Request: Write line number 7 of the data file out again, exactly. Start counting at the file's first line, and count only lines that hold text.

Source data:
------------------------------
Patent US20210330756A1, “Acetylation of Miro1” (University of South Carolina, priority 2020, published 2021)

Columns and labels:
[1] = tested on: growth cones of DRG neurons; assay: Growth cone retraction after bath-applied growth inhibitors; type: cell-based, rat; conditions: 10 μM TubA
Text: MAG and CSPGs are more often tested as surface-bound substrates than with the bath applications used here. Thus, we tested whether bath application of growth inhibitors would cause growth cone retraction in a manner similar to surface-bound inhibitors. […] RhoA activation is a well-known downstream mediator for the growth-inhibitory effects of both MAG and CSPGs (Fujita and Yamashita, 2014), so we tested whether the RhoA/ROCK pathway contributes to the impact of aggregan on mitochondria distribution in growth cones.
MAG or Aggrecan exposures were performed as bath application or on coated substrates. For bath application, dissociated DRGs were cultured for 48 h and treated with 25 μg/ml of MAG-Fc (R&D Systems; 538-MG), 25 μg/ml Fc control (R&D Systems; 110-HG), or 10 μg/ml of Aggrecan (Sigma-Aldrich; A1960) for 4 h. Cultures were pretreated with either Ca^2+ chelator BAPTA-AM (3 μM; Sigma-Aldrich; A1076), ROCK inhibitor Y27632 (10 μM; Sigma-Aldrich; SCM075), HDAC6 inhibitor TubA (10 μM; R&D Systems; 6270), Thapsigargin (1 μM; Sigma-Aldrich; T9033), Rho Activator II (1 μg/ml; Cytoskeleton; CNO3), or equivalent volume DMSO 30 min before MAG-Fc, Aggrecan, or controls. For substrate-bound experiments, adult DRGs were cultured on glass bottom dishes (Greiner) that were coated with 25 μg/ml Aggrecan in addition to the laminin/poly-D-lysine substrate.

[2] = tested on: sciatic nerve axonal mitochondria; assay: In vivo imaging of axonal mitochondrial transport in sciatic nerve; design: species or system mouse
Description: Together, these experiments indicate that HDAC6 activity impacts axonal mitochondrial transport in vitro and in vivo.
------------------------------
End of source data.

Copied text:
Description: Together, these experiments indicate that HDAC6 activity impacts axonal mitochondrial transport in vitro and in vivo.